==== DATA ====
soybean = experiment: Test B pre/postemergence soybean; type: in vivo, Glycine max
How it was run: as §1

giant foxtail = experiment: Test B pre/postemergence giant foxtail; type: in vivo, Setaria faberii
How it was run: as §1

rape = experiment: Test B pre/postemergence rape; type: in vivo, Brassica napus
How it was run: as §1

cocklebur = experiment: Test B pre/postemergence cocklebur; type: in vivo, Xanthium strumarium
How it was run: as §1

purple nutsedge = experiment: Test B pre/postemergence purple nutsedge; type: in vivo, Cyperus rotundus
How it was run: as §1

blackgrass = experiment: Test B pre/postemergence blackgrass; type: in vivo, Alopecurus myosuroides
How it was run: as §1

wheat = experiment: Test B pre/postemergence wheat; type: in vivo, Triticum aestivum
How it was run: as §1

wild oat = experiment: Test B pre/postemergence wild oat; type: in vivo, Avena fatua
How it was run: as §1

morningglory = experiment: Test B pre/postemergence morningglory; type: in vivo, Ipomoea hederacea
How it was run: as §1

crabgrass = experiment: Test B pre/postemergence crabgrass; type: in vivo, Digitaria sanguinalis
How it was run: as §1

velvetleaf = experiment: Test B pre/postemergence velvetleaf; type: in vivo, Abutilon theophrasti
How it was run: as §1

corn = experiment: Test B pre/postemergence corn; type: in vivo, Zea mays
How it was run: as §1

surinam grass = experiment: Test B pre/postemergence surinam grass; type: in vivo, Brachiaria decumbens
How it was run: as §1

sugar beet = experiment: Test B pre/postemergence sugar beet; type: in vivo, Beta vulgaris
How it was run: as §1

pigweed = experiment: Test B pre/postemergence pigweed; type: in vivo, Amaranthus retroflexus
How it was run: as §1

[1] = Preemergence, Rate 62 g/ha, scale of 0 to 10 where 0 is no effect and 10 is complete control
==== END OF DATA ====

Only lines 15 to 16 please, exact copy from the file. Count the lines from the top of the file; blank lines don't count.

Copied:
wild oat = experiment: Test B pre/postemergence wild oat; type: in vivo, Avena fatua
How it was run: as §1